Environment

Environment refers to the circumstances, surroundings, or conditions in which we exist—natural, built, or social. The natural environment—specifically the interactions between all living species, both flora and fauna; the climate; and earthly resources—is unquestionably essential to the health and longevity of human beings. Our well-being depends on the strength and vigor of all existing physical, chemical, and biotic elements, for which we are ultimately responsible.

Explore art about the environment by clicking on the images above and browsing the content below.

Explore collection stories—texts, videos, and creative responses from faculty, students, artists, scholars, and curators to works in the Tang collection.

Tang Museum Collection: Student Response

On this delicately carved and pearly white sculpture, a parade of elephants makes their way in pairs across a curved base, which echoes both a hilly landscape and the form of an elephant’s tusk, from which the object is made. The ten, tiny elephants appear to march towards a snake, whose curved body creates tiny arches on the tusk’s wider end. Trailing behind and at the tusk’s opposite end is a small fish, whose form sinks into the ivory ground. While we know little about the artist, precise geographic origins of this work, and when it was made, it is undeniable that—like all the ivory carvings in the Tang’s collection and other museum collections—this is a controversial object. While it is art historically important and aesthetically striking, any pleasure that viewers might have when studying its form should be tempered when considering the origin of this rich, precious, soft white material. A response is shaped by not only the recognition that the sheer existence of this work is premised on the death of an elephant, but also from the knowledge that the current day market for ivory has become poisoned with greed.
In Visiting Assistant Professor of English Maude Emerson’s “EN105: Imagining Earth in the 21st Century,” students took an interdisciplinary look at the Anthropocene, which included examining and discussing photographs in the Tang collection.
Tang Collective Catalogs are short written responses from a multiplicity of voices responding to objects in the Tang Teaching Museum collection.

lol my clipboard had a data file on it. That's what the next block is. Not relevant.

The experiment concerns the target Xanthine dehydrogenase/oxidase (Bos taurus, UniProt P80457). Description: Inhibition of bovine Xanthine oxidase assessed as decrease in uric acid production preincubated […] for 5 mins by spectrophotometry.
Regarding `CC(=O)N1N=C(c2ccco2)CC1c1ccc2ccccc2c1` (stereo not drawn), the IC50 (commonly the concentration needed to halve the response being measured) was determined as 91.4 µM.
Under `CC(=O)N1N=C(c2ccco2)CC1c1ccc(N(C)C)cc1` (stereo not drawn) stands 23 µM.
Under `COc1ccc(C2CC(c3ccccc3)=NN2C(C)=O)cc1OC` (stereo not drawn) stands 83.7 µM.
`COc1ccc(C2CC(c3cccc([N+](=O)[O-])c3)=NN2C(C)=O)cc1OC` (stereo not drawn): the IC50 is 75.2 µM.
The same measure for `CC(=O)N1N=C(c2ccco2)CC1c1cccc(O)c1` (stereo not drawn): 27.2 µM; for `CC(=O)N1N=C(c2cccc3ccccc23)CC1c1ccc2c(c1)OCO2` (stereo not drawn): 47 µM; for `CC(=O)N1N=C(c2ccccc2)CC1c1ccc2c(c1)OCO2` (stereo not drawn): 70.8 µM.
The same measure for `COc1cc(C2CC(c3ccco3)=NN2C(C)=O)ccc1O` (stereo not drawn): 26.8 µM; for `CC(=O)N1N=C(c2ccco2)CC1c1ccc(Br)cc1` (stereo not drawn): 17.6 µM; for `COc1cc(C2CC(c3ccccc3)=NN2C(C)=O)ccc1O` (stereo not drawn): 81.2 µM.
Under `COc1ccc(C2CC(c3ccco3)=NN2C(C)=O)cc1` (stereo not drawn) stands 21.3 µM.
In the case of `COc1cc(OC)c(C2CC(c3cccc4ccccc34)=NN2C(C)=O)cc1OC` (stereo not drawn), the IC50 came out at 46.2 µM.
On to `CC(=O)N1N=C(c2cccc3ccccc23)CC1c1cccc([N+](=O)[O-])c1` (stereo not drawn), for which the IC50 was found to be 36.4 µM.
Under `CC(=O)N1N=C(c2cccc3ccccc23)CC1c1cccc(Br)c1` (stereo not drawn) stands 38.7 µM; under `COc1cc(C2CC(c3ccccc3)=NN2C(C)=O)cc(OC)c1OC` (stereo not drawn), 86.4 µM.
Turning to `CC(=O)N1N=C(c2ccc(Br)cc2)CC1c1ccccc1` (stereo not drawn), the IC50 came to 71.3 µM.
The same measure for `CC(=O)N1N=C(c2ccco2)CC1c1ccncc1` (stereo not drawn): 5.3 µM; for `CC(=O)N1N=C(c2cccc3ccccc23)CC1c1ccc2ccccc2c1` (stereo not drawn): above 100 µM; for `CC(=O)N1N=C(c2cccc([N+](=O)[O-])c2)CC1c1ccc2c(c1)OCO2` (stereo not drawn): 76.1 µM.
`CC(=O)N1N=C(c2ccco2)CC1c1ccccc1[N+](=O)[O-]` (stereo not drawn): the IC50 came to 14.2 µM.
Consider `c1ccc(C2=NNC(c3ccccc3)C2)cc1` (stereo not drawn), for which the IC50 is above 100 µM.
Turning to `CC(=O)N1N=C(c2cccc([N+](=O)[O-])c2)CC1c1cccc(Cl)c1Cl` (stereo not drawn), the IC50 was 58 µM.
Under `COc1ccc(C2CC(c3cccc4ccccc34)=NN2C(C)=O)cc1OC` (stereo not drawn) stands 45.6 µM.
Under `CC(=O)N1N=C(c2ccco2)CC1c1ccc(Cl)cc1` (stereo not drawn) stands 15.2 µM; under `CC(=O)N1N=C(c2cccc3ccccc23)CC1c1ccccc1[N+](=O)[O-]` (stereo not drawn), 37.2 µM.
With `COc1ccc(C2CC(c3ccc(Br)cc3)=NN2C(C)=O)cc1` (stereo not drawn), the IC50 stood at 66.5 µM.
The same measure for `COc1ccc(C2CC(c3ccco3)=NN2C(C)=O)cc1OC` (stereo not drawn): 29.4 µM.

A dark, metallic sculpture of a birds-eye view of a farm with a silo and barn near the top of the sculpture and trees surrounding a field on the bottom.
Rachel Seligman, Tang Assistant Director for Curatorial Affairs & Malloy Curator
June 12, 2020
I’m working on an exhibition right now for fall 2020 that focuses on the issues and challenges women in the U.S. have faced in politics and society over the last 100 years. The show gathers 100 artworks by a diverse group of 100 woman and non-binary artists working in various mediums. The exhibition manifests a plurality of women’s experiences, views, and modes of expression.
One of the works in the show is Syd Carpenter’s Ellis and Anna Mae Thomas (2009–2010), from the series Places of Our Own. Syd Carpenter, a gardener herself, explores the history and contemporary practices of Black gardeners and farmers by transforming maps like the one of Ellis and Anna Mae’s property into relief sculptures full of movement and energy, that embody, as Carpenter has said, “what a flat form looks like when it inhales.”
Carpenter’s work reminds us of the reality of farming history: skilled Black men and women have worked the soil of this country, especially in the South and West, for generations, both as laborers and as innovators. In Leah Penniman’s book Farming While Black, she acknowledges how out of place she felt in the white-dominated agricultural community, and how immensely restorative it was to learn the true history of Black farming: that organic farming techniques are an indigenous African system revived in the U.S. by Dr. George Washington Carver; that Dr. Booker T. Whatley of Tuskegee University helped invent Community-Supported Agriculture; that Black farmers have been creating land trusts and cooperative farms in the U.S. for over 100 years.
In the composition of this sculpture, forms suggest an aerial view of the farm, but also a human figure composed of fields and roads and trees, reinforcing the conceptual connection between African Americans and farming. This link is far more expansive than a history of enslaved bodies doing labor, and is instead a wide-ranging, essential notion of land as key to agency, creativity, and justice. 


Additional Resources

Browse the Lucy Scribner Library Research Guides on:

Biology
Chemistry
Environmental Studies
Geosciences
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